You may be tempted to check which website you are on, but trust us, you are in the right place! It is important that we share information about bronchiectasis with this group because up to 30% of people living with COPD have bronchiectasis, too. For some people, this additional diagnosis can be hard to detect because the symptoms can be similar. People living with bronchiectasis can have symptoms that include a productive cough, shortness of breath, feeling tired, weight loss, and sometimes fever. Knowing that COPD and bronchiectasis have similar symptoms, you might ask yourself, “Could I have bronchiectasis too?”
You may also wonder “If the symptoms are similar, what makes bronchiectasis different than COPD”? Bronchiectasis is different from COPD because COPD usually means the person has swollen or inflamed bronchial tubes (airways in the lungs). Or it could mean some damage has happened to the alveoli (small air sacs in the lungs where oxygen and carbon dioxide are exchanged). But bronchiectasis happens when the bronchial tubes are stretched out. They might even have little pockets where mucus can collect and bacteria gather can cause infections. Another problem is when the cilia (tiny hair-like fibers that line the lung) that help with clearing mucus do not work well. Think of these little cilia as brooms that sweep the mucus up and out of the lungs. When they don’t work well, people with bronchiectasis have a hard time clearing their airways of mucus.
If you worry that your symptoms are not well controlled, talk to your health care team. Getting a diagnosis of bronchiectasis starts by having a CT scan of the chest. This special test takes more detailed pictures of you than an x-ray. Depending on your symptoms you may be asked to have a breathing test called a pulmonary function test (PFT), a sputum test, and possibly have some bloodwork done (to find out why the bronchiectasis occurred). Unfortunately, for 50% of people with bronchiectasis, the cause of their condition may never be known. As with many other chronic lung conditions, the sooner it is found, the better the outcomes are for those that have it. The earlier a person can get treatment for bronchiectasis, the sooner than can feel better.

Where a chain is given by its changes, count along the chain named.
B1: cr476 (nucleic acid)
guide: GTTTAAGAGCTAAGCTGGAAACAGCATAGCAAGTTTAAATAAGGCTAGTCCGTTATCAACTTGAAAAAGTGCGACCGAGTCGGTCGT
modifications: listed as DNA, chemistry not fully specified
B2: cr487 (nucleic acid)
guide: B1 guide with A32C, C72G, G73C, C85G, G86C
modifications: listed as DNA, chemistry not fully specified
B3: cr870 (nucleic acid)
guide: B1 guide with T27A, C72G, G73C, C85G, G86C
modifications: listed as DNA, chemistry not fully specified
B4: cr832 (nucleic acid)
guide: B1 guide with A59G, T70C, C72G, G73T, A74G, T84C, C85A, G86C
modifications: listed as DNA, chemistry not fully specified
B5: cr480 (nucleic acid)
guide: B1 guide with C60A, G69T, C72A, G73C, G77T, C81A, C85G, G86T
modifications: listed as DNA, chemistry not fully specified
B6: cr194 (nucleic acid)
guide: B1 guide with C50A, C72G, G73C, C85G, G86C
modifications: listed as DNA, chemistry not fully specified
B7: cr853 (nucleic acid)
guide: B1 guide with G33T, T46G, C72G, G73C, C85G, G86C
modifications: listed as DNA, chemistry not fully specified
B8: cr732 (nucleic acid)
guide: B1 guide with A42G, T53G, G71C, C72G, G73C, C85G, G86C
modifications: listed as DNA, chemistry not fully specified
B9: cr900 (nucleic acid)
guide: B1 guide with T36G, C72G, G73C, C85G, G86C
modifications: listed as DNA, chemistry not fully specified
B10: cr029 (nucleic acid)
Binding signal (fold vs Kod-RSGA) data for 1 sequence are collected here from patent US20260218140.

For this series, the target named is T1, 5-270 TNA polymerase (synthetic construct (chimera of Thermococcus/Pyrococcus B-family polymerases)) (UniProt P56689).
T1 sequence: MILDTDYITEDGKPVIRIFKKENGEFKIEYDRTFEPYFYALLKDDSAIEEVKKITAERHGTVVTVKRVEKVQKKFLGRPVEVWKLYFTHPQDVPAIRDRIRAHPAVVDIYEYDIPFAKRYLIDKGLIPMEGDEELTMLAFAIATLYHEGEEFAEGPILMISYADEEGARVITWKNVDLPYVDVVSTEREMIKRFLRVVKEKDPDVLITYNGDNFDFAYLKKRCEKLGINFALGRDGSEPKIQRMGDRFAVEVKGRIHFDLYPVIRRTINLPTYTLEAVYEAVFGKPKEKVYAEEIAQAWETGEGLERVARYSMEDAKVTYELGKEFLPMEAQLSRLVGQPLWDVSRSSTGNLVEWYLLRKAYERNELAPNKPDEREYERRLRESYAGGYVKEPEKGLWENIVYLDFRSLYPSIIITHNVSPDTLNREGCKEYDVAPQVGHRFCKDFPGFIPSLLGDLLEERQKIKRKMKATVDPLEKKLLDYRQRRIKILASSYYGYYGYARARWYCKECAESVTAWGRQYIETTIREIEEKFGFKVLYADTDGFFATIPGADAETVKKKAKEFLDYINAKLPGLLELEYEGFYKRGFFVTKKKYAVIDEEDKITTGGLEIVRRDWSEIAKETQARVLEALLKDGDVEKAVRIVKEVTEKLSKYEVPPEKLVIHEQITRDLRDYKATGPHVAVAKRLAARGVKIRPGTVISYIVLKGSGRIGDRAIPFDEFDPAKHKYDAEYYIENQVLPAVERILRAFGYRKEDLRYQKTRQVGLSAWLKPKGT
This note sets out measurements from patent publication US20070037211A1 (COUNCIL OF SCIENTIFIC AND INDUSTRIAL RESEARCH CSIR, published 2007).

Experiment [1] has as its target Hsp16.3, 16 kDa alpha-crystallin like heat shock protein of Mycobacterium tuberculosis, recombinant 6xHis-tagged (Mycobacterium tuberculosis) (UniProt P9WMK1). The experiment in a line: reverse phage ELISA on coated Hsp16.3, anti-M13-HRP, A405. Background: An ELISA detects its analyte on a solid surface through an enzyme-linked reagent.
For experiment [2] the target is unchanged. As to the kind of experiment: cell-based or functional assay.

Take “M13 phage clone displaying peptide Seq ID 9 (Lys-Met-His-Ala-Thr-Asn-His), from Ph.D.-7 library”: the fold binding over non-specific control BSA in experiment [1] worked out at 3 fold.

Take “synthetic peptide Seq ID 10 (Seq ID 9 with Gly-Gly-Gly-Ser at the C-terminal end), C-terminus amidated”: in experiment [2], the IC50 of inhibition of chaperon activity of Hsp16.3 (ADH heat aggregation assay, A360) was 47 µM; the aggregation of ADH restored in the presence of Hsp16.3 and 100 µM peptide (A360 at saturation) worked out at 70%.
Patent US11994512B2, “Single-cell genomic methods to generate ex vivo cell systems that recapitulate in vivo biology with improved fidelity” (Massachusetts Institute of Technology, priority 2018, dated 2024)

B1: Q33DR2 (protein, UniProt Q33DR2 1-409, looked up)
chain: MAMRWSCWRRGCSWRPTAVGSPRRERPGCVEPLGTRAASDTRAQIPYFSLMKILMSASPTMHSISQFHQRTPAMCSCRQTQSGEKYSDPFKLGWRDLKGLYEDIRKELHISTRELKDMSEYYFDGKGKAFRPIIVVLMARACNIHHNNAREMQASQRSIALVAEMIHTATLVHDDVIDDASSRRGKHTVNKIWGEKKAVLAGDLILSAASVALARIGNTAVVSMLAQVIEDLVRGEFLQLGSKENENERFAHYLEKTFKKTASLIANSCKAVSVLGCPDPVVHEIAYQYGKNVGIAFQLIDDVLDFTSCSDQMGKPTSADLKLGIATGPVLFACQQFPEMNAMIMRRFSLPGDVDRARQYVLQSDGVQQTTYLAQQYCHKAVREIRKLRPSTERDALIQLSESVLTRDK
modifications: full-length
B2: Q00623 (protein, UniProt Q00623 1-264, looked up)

Bronchiectasis is not a rare disease, and yet there needs to be more knowledge of the condition. The COPD Foundation is working to bring more awareness with a new project that the Bronchiectasis and NTM 360 side of the COPD Foundation is leading along with global partners. We have declared July 1, 2022, World Bronchiectasis Day.
World Bronchiectasis Day aims to raise awareness and lessen the burden that bronchiectasis causes to those that have it. In the coming months, there will be events and other educational offerings to learn more about bronchiectasis. We hope you will support our efforts by sharing your journey with bronchiectasis if you have been diagnosed and/or learning more about bronchiectasis so that you can share this information with others. How can you help us raise awareness for World Bronchiectasis Day?